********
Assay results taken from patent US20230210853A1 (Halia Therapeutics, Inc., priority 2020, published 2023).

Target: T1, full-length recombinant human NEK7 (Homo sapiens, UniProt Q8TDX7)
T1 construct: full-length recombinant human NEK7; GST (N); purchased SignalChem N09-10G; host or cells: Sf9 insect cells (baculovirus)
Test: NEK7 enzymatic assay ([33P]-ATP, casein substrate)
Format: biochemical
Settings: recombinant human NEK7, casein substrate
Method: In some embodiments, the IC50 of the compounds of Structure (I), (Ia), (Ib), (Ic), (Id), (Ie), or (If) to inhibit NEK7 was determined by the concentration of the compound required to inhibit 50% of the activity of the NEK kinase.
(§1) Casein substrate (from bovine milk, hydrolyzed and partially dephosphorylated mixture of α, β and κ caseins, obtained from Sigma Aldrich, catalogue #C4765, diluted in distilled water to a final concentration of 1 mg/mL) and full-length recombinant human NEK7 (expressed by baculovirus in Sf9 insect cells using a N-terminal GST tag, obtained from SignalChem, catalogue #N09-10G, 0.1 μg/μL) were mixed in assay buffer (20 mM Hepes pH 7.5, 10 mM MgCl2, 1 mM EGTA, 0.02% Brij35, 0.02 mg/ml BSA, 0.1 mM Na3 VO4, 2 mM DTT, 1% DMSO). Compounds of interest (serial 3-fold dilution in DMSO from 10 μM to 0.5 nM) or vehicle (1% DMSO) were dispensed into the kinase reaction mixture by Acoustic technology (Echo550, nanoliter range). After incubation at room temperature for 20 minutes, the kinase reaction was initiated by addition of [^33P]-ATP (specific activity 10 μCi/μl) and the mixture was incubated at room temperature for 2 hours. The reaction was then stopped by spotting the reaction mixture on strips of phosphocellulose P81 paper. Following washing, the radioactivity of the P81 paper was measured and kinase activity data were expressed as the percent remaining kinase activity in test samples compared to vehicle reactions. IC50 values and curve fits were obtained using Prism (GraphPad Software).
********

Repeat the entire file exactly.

Assay results taken from patent US20230210853A1 (Halia Therapeutics, Inc., priority 2020, published 2023).

Target: T1, full-length recombinant human NEK7 (Homo sapiens, UniProt Q8TDX7)
T1 construct: full-length recombinant human NEK7; GST (N); purchased SignalChem N09-10G; host or cells: Sf9 insect cells (baculovirus)
Test: NEK7 enzymatic assay ([33P]-ATP, casein substrate)
Format: biochemical
Settings: recombinant human NEK7, casein substrate
Method: In some embodiments, the IC50 of the compounds of Structure (I), (Ia), (Ib), (Ic), (Id), (Ie), or (If) to inhibit NEK7 was determined by the concentration of the compound required to inhibit 50% of the activity of the NEK kinase.
(§1) Casein substrate (from bovine milk, hydrolyzed and partially dephosphorylated mixture of α, β and κ caseins, obtained from Sigma Aldrich, catalogue #C4765, diluted in distilled water to a final concentration of 1 mg/mL) and full-length recombinant human NEK7 (expressed by baculovirus in Sf9 insect cells using a N-terminal GST tag, obtained from SignalChem, catalogue #N09-10G, 0.1 μg/μL) were mixed in assay buffer (20 mM Hepes pH 7.5, 10 mM MgCl2, 1 mM EGTA, 0.02% Brij35, 0.02 mg/ml BSA, 0.1 mM Na3 VO4, 2 mM DTT, 1% DMSO). Compounds of interest (serial 3-fold dilution in DMSO from 10 μM to 0.5 nM) or vehicle (1% DMSO) were dispensed into the kinase reaction mixture by Acoustic technology (Echo550, nanoliter range). After incubation at room temperature for 20 minutes, the kinase reaction was initiated by addition of [^33P]-ATP (specific activity 10 μCi/μl) and the mixture was incubated at room temperature for 2 hours. The reaction was then stopped by spotting the reaction mixture on strips of phosphocellulose P81 paper. Following washing, the radioactivity of the P81 paper was measured and kinase activity data were expressed as the percent remaining kinase activity in test samples compared to vehicle reactions. IC50 values and curve fits were obtained using Prism (GraphPad Software).